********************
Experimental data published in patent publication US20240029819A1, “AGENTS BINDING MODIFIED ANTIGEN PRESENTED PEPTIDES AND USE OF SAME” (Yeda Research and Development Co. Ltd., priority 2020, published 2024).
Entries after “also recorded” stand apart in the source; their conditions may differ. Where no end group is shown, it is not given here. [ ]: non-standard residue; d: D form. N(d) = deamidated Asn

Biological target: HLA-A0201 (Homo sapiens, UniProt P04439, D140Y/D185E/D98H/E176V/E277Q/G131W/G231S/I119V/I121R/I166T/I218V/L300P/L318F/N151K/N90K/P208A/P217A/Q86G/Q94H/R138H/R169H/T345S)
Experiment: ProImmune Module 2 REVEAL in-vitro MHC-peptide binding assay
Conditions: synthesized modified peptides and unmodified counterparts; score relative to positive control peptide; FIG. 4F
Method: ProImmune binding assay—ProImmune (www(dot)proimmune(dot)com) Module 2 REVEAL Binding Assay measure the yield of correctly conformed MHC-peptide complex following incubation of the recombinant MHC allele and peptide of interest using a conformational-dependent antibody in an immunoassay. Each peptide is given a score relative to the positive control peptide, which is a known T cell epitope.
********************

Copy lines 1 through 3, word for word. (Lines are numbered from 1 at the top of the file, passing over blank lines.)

Experimental data published in patent publication US20240029819A1, “AGENTS BINDING MODIFIED ANTIGEN PRESENTED PEPTIDES AND USE OF SAME” (Yeda Research and Development Co. Ltd., priority 2020, published 2024).
Entries after “also recorded” stand apart in the source; their conditions may differ. Where no end group is shown, it is not given here. [ ]: non-standard residue; d: D form. N(d) = deamidated Asn

Biological target: HLA-A0201 (Homo sapiens, UniProt P04439, D140Y/D185E/D98H/E176V/E277Q/G131W/G231S/I119V/I121R/I166T/I218V/L300P/L318F/N151K/N90K/P208A/P217A/Q86G/Q94H/R138H/R169H/T345S)